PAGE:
Would Leon Trotsky attend a vendor breakfast?
That is the sort of question that Robert Young, the president of Red Hat Software, will have to start asking himself on a daily basis. Unfortunately, the answer won't be easy to find.
To recap, Red Hat, which makes a shrink-wrapped version of the Linux operating system, announced earlier this week that Intel and Netscape have taken equity investments in it. For the most part, the money will be used to build a fleet of consultants "technical marketing folk" who can popularize Linux with the members of the Fortune 500.
The rub, of course, is that a lot of the champions of the Linux operating system tend to be the kind of prickly, antiauthoritarian programmers who openly despise technical marketing folk, much less the plodding blockheads of the Fortune 500. Speak in less-than-glowing terms about Linux and--oops!--instantly there are 125 hate-mail messages in your in-box. Many of the messages read like the New Hampshire state motto. "REMEMBER LINUX IS FREE and OPEN" wrote one fan today. "Hope you have the balls to actually look at this."
This bristly sense of independence comes understandably with the territory. Linux exists to be a thorn in the side of corporate America. Linux is a Unix-like operating system with publicly available source code. That means, essentially, that users can adjust the OS to their tastes.
It also means that Linux licenses are free or extremely cheap. Red Hat sells its version for $50, far less than what Microsoft, Digital, Sun, and others charge for competing software. In one fell swoop, users get better software and get to decimate the balance sheets of the computing powers that be.
'We want something different, and we want something better. Red Hat has won a lot of friends by hiring popular and talented developers so they can work on Linux and eat, too," said Seth Burgess, a helpful and reasonable Linux source. "They haven't been asked to sell their soul or anything."
In a way, I actually envy Linux advocates. Like many, I yearned to be a revolutionary in my younger days. I yearned to live among the downtrodden, yet dignified, of some unspecified third-world nation. I would have to live in squalor, but a payoff would eventually come in the form of gunfire, action, and historical redemption.
Two things happened along the way. First, I met peasants. They were my relatives. Although many started as laborers in this country, the last thing they wanted was my help. Instead, they aspired to live in a suburban home, smoke Kent cigarettes, and chop the meat at family barbecues.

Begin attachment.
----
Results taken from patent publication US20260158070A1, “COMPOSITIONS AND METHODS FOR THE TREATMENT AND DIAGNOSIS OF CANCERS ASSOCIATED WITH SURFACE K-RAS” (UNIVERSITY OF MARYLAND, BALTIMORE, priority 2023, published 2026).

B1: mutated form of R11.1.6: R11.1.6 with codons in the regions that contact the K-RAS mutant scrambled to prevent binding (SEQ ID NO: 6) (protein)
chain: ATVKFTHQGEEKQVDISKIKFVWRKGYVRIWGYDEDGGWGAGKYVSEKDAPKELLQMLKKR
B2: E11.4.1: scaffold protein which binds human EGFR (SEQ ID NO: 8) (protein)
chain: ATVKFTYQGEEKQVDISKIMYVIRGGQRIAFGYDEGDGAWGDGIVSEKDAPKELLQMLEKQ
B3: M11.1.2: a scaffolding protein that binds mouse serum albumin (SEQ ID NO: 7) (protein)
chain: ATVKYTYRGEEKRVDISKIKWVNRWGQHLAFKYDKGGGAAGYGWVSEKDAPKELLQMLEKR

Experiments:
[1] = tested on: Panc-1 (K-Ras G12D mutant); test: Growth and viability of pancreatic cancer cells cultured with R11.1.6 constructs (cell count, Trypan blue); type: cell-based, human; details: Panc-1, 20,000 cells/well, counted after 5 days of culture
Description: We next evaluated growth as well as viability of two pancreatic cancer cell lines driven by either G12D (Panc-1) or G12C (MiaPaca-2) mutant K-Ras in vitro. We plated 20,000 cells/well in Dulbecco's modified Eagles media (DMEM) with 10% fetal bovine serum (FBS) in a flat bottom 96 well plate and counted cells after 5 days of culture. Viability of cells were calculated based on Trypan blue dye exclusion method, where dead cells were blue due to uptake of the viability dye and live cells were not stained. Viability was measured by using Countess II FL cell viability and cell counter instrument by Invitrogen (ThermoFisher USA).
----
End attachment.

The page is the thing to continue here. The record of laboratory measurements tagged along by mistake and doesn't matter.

Second, I met revolutionaries. This occurred at college. They fought against oppression, which at the time seemed to be alternatively embodied by the board of trustees, the interfraternity council, and the comparative lit department. While I'm sure they meant well, only two characteristics stuck out in my mind about them: They always wore sweaters no matter what the weather and they could fit any cause into the "Hey, hey/Ho, ho" rhyme scheme. The desire to bring down The Man left me. Instead, I channeled my revolutionary urges into attending graduate school, but doing really poorly.
Intel's investment into Red Hat holds the same potential for romantic deflation. With the investment, Red Hat joins the Rat Pack of corporate computing. Gone are the days of scoffing at the idiocy of corporate sales drones. Now Linux advocates will have to glad-hand them, be polite, and say nice things. "Have you got enough to eat? The presentation begins soon. Are you sure you don't want any eggs?" It's not half as much fun as being surly and uncommunicative.
Young himself recognizes the dilemma.. The investments will allow Linux fans to bring the OS into corporations with the support of--rather than despite the objections of--IT managers, he said. Young is also Canadian, which, if you are part of a movement bent on toppling the culture of corporate America, is probably a handy thing to be.
Still, he knows it won't be easy. "It's sort of like Speaker's Corner in London. You can stand on a Linux newsgroup and talk about your philosophy of life?It's very much like democracy," he said. "That's a hugely entertaining part of this business.
"You can be sure that we have our work cut out for us convincing [people] why this isn't a threat," he added.
Michael Kanellos no longer wants to be a revolutionary, but he's still surly and uncommunicative.